Let’s cook this jam.  Make sure you have chopped peaches, lemon juice, Sure-Jell and pre-measured sugar.  Once you start cooking, don’t walk away.  This is important.

Add peaches, lemon juice, Sure-Jell and butter to the large pot.  Stir and bring to a full ROLLING boil.  This means you can’t stir the boil away… it just keeps boiling.  Once this is achieved, add the sugar and stir well.  Keep stirring occasionally until the jam mixture reaches a full rolling boil again and set a timer for 60 seconds.  Cook at a boil, while stirring, for 60 seconds then immediately remove from heat.  (Super bread baking tip: we let our Oatmeal Bread dough rise on the warm part of the range top making the rising times super fast. We made 3 loaves!)

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You need helpers when you make jam… it is only right!  My sister is whole heartedly admitting to catching the baking bug. Along with my cousin who is visiting, they were really into baking bread and making jam, I was in heaven! My sis has a stand mixer now that I had won in a baking contest last year that she didn’t even know I had (ask and you shall receive!).  She made a glorious pan of Dutch Letter Bars and I’ll be sharing that recipe next week!

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Look at these budding bakers!

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Back to the JAM! Skim any foam off of the top of the jam if you’d like.  The butter will reduce the amount of foam you have.  Foam is more visible in grape, blueberry and other darker jams and jellies.  It still has great flavor, just a light appearance that may make you feel as if your jam looks flawed.  It passes brilliantly in lighter colored jams and jellies, so don’t worry with peach, pear etc!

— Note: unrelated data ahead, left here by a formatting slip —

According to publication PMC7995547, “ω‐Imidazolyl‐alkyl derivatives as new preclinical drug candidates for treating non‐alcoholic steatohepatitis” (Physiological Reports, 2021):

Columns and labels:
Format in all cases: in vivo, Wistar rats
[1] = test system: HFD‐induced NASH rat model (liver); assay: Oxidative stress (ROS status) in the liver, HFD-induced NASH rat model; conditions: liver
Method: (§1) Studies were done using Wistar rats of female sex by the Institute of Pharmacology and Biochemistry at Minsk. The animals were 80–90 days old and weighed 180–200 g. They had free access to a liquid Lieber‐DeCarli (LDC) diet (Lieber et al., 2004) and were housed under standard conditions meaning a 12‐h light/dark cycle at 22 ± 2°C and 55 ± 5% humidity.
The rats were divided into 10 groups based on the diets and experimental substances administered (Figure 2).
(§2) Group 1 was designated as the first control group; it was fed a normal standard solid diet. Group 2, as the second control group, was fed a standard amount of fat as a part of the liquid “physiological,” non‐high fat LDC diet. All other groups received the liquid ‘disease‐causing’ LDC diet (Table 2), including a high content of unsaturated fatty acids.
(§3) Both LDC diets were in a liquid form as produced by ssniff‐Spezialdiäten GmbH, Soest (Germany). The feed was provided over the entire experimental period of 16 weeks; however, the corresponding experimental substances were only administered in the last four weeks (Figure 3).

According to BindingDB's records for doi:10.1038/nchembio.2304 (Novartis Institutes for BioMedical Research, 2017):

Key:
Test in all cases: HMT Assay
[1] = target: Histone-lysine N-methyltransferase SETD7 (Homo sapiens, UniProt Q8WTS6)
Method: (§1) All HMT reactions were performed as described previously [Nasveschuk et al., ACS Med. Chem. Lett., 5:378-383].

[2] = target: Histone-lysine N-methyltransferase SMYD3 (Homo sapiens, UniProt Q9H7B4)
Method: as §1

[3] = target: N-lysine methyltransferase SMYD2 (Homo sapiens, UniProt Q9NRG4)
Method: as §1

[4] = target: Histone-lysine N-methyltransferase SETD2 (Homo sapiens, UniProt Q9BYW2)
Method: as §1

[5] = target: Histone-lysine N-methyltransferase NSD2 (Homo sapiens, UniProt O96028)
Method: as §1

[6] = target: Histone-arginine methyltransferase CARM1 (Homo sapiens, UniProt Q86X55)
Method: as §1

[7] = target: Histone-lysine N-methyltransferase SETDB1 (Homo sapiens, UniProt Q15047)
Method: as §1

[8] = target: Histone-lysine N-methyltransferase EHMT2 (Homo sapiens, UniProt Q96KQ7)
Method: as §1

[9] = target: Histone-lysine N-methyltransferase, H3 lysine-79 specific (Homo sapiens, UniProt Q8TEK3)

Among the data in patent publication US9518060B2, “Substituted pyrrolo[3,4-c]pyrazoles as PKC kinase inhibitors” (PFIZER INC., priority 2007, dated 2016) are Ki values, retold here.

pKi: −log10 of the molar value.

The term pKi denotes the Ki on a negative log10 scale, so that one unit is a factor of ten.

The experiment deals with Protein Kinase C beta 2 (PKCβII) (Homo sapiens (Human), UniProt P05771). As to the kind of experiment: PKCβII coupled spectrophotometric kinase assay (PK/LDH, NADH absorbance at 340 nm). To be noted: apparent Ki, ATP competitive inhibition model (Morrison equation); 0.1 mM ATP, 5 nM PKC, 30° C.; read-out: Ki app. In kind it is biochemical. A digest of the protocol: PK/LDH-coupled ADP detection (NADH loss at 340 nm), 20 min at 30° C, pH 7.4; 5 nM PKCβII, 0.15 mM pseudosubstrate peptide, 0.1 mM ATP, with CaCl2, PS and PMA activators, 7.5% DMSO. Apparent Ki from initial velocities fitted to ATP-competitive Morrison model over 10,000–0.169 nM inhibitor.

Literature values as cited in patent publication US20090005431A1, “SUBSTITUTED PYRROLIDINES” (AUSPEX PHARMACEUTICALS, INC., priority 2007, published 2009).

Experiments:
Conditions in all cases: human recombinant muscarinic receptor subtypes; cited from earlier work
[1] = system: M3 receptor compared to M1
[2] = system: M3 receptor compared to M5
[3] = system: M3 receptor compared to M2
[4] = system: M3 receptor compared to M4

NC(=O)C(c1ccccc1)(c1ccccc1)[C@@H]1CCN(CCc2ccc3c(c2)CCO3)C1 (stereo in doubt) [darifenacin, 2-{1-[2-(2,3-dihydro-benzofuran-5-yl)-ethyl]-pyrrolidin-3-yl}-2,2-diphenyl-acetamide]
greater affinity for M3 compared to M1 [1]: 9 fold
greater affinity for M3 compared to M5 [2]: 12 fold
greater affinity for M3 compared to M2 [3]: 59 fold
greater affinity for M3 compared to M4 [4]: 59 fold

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Ladle the peach jam into jars, and don’t be sloppy!  Leave 1/8″ at the top of the jar for ‘headspace’.  This will ensure a proper seal for the canning later.  Less air = less space to develop bad bacterium that can ruin your batch of jam.

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Clean the outside of the jar off with a clean cloth, using caution because the jars are now very hot.  Add the lids and rings and close tightly.  Add jars to a handy canning basket if you have one OR directly into a large pot of boiling water, covering 2 inches above the jars.  Boil or ‘process’ sealed jars in this hot water bath for 10 minutes for jams and 5 minutes for jellies.  (These instructions come with the Sure-Jell packet!)

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Boil away!  (4:01 left)

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Remove from heat carefully and let stand until cooled. You’ll know your jam jars are sealed if you press on the top of the lid once cooled and they do not pop. Jam should keep in a cool dark place for 1 year, though once you open the jar, keep refrigerated and consume within 3 weeks or so.  It’ll never last that long though, I promise!

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Enjoy!

Fresh Peach Jam
Makes 7 Cups of Jam
By: Cristen  Modified from Sure-Jell packet recipes
www.foodandswine.com

4 oz. quilted jelly jars with rings and new lids
5 1/2 C Granulated Sugar
1 Package of Sure-Jell (yellow package)
3 LBS. firm yet ripe peaches (ones you’d LOVE to eat)
1 lemon (you’ll use the juice only) 
1 tsp butter (if desired, to reduce foaming)
For more detailed instruction, see photos above.
Sanitize jars, lids and rings. Dry and set aside.
Peel and chop peaches to desired size. 1/8-1/4″ thickness with some larger pieces if desired.
Measure out 5 1/2 C sugar into medium bowl.  Set aside.
Place peaches, lemon juice, Sure-Jell and butter into large stock pot. Turn on heat to medium-medium high.  Bring to full rolling boil.
Add sugar. Stir until mixture comes to full rolling boil.
Boil for 60 seconds.
Remove from heat, scrape foam from top of mixture.  (Foam is still good to eat! Make some toast!)  Fill jars with peach jam.  Leave 1/8″ headspace (don’t fill jam to top, leave 1/8″ room from jam to top of jar)
Place lids and rings on, tighten.
Process in boiling water for 10 minutes.  Remove.  Cool. 
Will stay for 1 year in a cool dark area.  Once opened, refrigerate and use within 3 weeks or so.